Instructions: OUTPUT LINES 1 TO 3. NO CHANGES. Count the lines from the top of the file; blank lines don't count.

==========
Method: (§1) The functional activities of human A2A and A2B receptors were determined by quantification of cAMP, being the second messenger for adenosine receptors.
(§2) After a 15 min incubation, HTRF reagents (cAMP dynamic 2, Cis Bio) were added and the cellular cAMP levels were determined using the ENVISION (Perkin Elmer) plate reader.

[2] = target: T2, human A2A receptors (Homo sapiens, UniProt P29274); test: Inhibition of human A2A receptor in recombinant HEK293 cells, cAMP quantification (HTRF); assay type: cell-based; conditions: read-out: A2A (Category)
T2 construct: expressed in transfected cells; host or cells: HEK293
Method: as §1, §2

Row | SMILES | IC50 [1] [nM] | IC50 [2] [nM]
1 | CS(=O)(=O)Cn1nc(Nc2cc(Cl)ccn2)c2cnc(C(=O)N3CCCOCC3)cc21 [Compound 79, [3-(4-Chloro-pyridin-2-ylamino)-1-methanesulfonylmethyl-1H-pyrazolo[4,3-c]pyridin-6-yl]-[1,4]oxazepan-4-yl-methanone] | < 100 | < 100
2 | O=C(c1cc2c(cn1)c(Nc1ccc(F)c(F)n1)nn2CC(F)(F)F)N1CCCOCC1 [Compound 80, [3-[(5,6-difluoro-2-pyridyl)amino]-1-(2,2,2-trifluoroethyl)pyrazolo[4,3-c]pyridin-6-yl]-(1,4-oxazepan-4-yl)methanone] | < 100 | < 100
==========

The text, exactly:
Method: (§1) The functional activities of human A2A and A2B receptors were determined by quantification of cAMP, being the second messenger for adenosine receptors.
(§2) After a 15 min incubation, HTRF reagents (cAMP dynamic 2, Cis Bio) were added and the cellular cAMP levels were determined using the ENVISION (Perkin Elmer) plate reader.

[2] = target: T2, human A2A receptors (Homo sapiens, UniProt P29274); test: Inhibition of human A2A receptor in recombinant HEK293 cells, cAMP quantification (HTRF); assay type: cell-based; conditions: read-out: A2A (Category)